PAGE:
By Bill Fletcher, Jr.
An African American friend of mine keeps asking, in utter amazement, how it is not obvious that there was something wrong when Officer Wilson fired 13 shots at an unarmed Michael Brown. As she has said: “Brown was unarmed! How can you justify shooting him at all, let alone more than once?”
I thought about her point when I listened to the announcement that the grand jury was not going to indict. But the answer to her question is actually fairly straight forward. If you believe that African Americans and Latinos are savages, then any sort of action becomes justifiable. And in listening to the words of Officer Wilson, you would almost think that instead of talking about Michael Brown, he was talking about “Mighty Joe Young.”
The U.S. is such a residentially segregated society that it is actually possible for many White people to never see an African American or Latino in real life. They may only see us on television or in films. If they are addicted to Fox News, then their perception of us is even further misshaped.
Chris Rock, on the CBS series “Sunday Morning,” posed the question of why the police are not shooting more White youth. While his comments were provocative (and he was not calling for the police to shoot White youth), he was asking a very relevant question. The African American community is not the only community where there is criminal activity. Italian Americans have the Mafia. Irish Americans have their own version of the Mafia, as well as Charlestown, Mass., the reputed capital of bank robberies. Of course, there is the notorious Russian mob. Yet, it is rare to hear about the police accidentally or on purpose killing Italian American, Russian or Irish American youth.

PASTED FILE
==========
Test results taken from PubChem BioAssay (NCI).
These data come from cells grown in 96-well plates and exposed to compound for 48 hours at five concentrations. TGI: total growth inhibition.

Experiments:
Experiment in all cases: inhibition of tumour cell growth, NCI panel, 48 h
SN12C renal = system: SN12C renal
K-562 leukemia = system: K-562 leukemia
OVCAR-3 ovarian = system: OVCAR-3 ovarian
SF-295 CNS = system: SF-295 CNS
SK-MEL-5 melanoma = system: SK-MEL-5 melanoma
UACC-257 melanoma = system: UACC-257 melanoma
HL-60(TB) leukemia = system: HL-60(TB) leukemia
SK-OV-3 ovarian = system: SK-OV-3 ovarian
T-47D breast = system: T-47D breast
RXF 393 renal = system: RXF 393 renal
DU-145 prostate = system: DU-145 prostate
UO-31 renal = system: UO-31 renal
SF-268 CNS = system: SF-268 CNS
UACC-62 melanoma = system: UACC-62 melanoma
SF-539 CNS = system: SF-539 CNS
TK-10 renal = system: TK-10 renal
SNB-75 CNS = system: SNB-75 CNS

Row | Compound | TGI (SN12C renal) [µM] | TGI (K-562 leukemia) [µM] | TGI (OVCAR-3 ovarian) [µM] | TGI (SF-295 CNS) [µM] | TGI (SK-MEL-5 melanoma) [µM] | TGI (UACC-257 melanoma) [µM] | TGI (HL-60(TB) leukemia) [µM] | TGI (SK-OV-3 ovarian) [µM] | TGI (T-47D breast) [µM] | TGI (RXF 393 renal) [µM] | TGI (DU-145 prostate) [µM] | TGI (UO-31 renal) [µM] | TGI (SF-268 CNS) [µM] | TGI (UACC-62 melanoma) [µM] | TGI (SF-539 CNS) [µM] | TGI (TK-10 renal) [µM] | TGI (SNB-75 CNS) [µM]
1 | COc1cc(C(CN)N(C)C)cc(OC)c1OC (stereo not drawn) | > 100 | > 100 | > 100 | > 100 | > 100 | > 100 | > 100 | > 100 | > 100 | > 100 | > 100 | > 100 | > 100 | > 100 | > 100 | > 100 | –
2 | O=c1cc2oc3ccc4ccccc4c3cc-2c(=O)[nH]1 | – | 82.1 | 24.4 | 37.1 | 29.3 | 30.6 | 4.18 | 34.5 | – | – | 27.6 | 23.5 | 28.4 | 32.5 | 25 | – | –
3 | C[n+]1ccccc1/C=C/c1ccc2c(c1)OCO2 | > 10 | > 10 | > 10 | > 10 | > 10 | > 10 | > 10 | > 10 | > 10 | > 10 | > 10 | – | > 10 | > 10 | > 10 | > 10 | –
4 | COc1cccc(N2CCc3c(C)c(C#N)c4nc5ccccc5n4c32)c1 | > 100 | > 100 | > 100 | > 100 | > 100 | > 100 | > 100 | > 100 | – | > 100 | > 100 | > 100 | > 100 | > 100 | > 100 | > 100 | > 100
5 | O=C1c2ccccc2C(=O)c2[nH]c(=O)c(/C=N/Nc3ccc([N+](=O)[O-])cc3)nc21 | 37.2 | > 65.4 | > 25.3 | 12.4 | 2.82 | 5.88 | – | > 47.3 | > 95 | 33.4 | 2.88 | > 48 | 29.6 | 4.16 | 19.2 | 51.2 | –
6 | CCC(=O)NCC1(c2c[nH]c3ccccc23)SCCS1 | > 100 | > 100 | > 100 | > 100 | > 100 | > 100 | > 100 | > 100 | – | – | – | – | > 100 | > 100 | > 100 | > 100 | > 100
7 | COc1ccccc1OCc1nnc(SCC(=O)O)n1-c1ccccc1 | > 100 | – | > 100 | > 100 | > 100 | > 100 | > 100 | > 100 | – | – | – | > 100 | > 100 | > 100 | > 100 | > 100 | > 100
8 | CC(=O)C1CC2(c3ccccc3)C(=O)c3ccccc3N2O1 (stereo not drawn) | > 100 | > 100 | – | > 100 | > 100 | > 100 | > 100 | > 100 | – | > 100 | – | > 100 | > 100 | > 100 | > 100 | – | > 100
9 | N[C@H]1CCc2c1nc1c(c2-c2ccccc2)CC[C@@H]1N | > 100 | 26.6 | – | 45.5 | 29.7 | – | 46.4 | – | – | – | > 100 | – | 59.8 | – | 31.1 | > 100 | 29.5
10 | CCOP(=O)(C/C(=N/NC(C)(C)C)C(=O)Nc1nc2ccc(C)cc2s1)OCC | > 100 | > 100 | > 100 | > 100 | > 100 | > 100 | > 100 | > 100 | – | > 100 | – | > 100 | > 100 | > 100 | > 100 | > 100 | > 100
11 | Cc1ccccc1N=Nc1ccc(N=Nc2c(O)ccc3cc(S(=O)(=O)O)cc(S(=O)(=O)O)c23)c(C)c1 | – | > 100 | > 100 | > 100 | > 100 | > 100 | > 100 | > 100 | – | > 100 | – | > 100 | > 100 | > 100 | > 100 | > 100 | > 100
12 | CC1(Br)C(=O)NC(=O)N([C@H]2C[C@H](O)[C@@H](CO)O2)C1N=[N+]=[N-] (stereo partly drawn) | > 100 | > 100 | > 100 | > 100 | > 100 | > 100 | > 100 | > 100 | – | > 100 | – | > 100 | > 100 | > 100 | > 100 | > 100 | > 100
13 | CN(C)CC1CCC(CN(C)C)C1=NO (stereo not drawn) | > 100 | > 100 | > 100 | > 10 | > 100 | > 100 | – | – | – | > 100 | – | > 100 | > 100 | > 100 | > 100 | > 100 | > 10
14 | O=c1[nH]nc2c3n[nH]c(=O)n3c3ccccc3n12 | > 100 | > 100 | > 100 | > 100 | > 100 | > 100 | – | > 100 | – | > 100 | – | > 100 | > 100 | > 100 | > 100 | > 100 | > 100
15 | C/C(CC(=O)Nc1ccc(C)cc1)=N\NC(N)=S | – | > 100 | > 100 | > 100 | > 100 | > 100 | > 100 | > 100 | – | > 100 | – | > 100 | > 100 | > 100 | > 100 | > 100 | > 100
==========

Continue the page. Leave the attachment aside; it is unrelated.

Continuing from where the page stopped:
No, none of this can be understood until you recognize that we are not viewed as people. Our experiences are considered relevant and we are thought of as hostile, ignorant, and a permanent threat.
Until we force a change in that perception, which goes way beyond improving police/community relations and really involves a national discussion on race and class, this terror of lynchings will continue. Each outrage will be followed by a demonization of the victim, an explaining away of the incident, and the self-satisfaction of a part of the population, that the savages have been kept in their place.
Bill Fletcher, Jr. is the host of The Global African on Telesur-English. He is a racial justice, labor and global justice activist and writer. Follow him on Twitter, Facebook and at www.billfletcherjr.com.